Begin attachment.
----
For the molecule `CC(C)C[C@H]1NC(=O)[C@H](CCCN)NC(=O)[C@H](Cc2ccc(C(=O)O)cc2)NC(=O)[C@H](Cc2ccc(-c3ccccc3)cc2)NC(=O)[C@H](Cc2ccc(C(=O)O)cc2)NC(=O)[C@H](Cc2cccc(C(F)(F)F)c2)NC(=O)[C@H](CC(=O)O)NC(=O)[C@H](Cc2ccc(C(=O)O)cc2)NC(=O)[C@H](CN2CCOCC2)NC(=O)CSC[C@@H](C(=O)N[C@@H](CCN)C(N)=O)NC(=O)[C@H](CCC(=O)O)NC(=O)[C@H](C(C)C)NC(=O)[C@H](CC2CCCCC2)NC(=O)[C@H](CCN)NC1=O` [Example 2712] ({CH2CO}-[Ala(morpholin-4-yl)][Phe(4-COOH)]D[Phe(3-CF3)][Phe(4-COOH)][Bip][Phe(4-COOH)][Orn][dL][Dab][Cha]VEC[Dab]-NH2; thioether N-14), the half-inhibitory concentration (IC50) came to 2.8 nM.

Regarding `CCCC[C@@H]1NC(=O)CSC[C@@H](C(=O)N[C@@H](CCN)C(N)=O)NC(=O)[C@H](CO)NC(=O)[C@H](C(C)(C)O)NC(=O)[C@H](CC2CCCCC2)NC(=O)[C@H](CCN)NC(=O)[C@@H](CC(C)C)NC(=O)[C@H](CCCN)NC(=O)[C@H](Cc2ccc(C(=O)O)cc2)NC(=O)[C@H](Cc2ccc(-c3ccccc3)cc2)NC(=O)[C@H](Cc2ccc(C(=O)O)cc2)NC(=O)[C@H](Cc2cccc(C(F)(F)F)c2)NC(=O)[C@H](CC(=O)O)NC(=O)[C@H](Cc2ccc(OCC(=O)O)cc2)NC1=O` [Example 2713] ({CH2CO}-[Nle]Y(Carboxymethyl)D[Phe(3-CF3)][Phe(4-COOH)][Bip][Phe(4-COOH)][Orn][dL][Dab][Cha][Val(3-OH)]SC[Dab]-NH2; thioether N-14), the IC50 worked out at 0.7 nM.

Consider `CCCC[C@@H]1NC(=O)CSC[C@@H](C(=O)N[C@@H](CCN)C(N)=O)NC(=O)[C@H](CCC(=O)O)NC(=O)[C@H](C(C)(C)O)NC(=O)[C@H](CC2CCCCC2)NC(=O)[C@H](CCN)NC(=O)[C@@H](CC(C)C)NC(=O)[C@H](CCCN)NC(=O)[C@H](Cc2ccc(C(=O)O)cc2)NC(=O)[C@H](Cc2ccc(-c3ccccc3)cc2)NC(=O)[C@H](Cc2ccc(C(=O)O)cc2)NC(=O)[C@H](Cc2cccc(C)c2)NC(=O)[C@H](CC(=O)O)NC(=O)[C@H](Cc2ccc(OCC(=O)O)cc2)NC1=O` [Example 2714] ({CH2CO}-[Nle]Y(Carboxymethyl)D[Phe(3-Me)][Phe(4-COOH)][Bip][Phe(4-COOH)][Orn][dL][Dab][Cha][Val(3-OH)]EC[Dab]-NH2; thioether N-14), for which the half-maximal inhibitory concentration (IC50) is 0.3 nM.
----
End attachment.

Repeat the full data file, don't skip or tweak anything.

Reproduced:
For the molecule `CC(C)C[C@H]1NC(=O)[C@H](CCCN)NC(=O)[C@H](Cc2ccc(C(=O)O)cc2)NC(=O)[C@H](Cc2ccc(-c3ccccc3)cc2)NC(=O)[C@H](Cc2ccc(C(=O)O)cc2)NC(=O)[C@H](Cc2cccc(C(F)(F)F)c2)NC(=O)[C@H](CC(=O)O)NC(=O)[C@H](Cc2ccc(C(=O)O)cc2)NC(=O)[C@H](CN2CCOCC2)NC(=O)CSC[C@@H](C(=O)N[C@@H](CCN)C(N)=O)NC(=O)[C@H](CCC(=O)O)NC(=O)[C@H](C(C)C)NC(=O)[C@H](CC2CCCCC2)NC(=O)[C@H](CCN)NC1=O` [Example 2712] ({CH2CO}-[Ala(morpholin-4-yl)][Phe(4-COOH)]D[Phe(3-CF3)][Phe(4-COOH)][Bip][Phe(4-COOH)][Orn][dL][Dab][Cha]VEC[Dab]-NH2; thioether N-14), the half-inhibitory concentration (IC50) came to 2.8 nM.

Regarding `CCCC[C@@H]1NC(=O)CSC[C@@H](C(=O)N[C@@H](CCN)C(N)=O)NC(=O)[C@H](CO)NC(=O)[C@H](C(C)(C)O)NC(=O)[C@H](CC2CCCCC2)NC(=O)[C@H](CCN)NC(=O)[C@@H](CC(C)C)NC(=O)[C@H](CCCN)NC(=O)[C@H](Cc2ccc(C(=O)O)cc2)NC(=O)[C@H](Cc2ccc(-c3ccccc3)cc2)NC(=O)[C@H](Cc2ccc(C(=O)O)cc2)NC(=O)[C@H](Cc2cccc(C(F)(F)F)c2)NC(=O)[C@H](CC(=O)O)NC(=O)[C@H](Cc2ccc(OCC(=O)O)cc2)NC1=O` [Example 2713] ({CH2CO}-[Nle]Y(Carboxymethyl)D[Phe(3-CF3)][Phe(4-COOH)][Bip][Phe(4-COOH)][Orn][dL][Dab][Cha][Val(3-OH)]SC[Dab]-NH2; thioether N-14), the IC50 worked out at 0.7 nM.

Consider `CCCC[C@@H]1NC(=O)CSC[C@@H](C(=O)N[C@@H](CCN)C(N)=O)NC(=O)[C@H](CCC(=O)O)NC(=O)[C@H](C(C)(C)O)NC(=O)[C@H](CC2CCCCC2)NC(=O)[C@H](CCN)NC(=O)[C@@H](CC(C)C)NC(=O)[C@H](CCCN)NC(=O)[C@H](Cc2ccc(C(=O)O)cc2)NC(=O)[C@H](Cc2ccc(-c3ccccc3)cc2)NC(=O)[C@H](Cc2ccc(C(=O)O)cc2)NC(=O)[C@H](Cc2cccc(C)c2)NC(=O)[C@H](CC(=O)O)NC(=O)[C@H](Cc2ccc(OCC(=O)O)cc2)NC1=O` [Example 2714] ({CH2CO}-[Nle]Y(Carboxymethyl)D[Phe(3-Me)][Phe(4-COOH)][Bip][Phe(4-COOH)][Orn][dL][Dab][Cha][Val(3-OH)]EC[Dab]-NH2; thioether N-14), for which the half-maximal inhibitory concentration (IC50) is 0.3 nM.